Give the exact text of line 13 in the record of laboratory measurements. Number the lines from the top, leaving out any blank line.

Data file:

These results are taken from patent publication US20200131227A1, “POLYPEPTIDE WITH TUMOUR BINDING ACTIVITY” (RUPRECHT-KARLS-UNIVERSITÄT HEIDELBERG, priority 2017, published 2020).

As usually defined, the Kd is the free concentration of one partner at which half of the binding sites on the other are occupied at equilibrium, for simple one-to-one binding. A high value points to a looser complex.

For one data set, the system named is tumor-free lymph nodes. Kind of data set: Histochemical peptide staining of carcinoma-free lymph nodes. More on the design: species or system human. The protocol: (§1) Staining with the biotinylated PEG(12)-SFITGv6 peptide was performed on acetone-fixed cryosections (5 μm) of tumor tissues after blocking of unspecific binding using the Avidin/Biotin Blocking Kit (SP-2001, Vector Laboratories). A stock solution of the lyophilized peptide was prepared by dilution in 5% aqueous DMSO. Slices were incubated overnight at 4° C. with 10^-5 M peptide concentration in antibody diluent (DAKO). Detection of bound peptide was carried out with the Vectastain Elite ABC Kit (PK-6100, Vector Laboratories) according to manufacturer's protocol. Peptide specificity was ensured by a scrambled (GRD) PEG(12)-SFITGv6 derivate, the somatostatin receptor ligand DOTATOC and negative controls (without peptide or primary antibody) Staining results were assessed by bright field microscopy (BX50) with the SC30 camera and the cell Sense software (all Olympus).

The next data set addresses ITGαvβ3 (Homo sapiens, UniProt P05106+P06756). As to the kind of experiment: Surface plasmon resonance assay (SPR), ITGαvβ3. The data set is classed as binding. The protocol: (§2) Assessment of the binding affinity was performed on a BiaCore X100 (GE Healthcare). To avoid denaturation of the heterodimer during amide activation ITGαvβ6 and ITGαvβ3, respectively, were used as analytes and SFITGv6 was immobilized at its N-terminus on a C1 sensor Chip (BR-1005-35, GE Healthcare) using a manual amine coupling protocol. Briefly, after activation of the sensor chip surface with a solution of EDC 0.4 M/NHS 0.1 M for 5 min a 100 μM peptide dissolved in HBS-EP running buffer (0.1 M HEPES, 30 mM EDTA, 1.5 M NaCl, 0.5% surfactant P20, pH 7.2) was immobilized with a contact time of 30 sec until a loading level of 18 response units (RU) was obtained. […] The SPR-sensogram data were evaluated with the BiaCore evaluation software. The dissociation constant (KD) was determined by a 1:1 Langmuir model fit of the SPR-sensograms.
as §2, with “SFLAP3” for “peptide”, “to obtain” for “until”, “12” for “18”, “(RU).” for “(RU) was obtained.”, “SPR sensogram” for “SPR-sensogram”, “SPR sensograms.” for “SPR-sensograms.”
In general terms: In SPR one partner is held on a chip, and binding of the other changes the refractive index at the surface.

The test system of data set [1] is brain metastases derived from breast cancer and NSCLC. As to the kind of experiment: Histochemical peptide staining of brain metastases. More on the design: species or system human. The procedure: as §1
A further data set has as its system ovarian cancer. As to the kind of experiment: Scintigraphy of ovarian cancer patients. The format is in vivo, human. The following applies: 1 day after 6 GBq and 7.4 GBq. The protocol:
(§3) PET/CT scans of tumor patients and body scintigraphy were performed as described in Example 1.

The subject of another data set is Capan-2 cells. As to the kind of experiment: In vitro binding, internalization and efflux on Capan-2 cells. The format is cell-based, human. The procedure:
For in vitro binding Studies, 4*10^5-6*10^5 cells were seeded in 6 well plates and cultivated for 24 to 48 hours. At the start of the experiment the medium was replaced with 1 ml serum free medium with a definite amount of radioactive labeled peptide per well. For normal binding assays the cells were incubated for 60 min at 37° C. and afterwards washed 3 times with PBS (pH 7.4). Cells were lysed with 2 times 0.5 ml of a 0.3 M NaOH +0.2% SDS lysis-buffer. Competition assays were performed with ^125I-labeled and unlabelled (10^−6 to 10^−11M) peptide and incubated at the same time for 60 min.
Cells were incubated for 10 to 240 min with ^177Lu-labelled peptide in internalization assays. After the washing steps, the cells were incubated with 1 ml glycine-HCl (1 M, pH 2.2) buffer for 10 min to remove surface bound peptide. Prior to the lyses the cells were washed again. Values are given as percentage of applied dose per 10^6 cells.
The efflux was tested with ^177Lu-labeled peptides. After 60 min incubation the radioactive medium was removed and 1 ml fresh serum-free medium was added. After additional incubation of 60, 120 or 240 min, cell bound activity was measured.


The efflux was tested with ^177Lu-labeled peptides. After 60 min incubation the radioactive medium was removed and 1 ml fresh serum-free medium was added. After additional incubation of 60, 120 or 240 min, cell bound activity was measured.